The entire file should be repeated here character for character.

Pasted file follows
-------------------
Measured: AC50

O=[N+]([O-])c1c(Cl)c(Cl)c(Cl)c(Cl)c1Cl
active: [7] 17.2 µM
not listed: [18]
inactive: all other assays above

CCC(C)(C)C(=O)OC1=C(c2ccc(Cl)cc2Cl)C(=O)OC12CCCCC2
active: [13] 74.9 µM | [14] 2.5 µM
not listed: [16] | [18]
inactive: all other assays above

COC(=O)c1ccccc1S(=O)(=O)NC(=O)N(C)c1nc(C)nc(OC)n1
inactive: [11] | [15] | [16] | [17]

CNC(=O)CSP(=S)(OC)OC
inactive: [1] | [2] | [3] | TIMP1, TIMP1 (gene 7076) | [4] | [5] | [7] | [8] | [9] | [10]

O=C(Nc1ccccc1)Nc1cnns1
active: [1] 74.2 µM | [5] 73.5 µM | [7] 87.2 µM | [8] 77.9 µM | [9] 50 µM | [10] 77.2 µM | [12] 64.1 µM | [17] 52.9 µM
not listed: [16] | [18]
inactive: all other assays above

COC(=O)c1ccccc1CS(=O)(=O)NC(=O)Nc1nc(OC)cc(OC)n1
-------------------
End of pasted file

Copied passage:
Measured: AC50

O=[N+]([O-])c1c(Cl)c(Cl)c(Cl)c(Cl)c1Cl
active: [7] 17.2 µM
not listed: [18]
inactive: all other assays above

CCC(C)(C)C(=O)OC1=C(c2ccc(Cl)cc2Cl)C(=O)OC12CCCCC2
active: [13] 74.9 µM | [14] 2.5 µM
not listed: [16] | [18]
inactive: all other assays above

COC(=O)c1ccccc1S(=O)(=O)NC(=O)N(C)c1nc(C)nc(OC)n1
inactive: [11] | [15] | [16] | [17]

CNC(=O)CSP(=S)(OC)OC
inactive: [1] | [2] | [3] | TIMP1, TIMP1 (gene 7076) | [4] | [5] | [7] | [8] | [9] | [10]

O=C(Nc1ccccc1)Nc1cnns1
active: [1] 74.2 µM | [5] 73.5 µM | [7] 87.2 µM | [8] 77.9 µM | [9] 50 µM | [10] 77.2 µM | [12] 64.1 µM | [17] 52.9 µM
not listed: [16] | [18]
inactive: all other assays above

COC(=O)c1ccccc1CS(=O)(=O)NC(=O)Nc1nc(OC)cc(OC)n1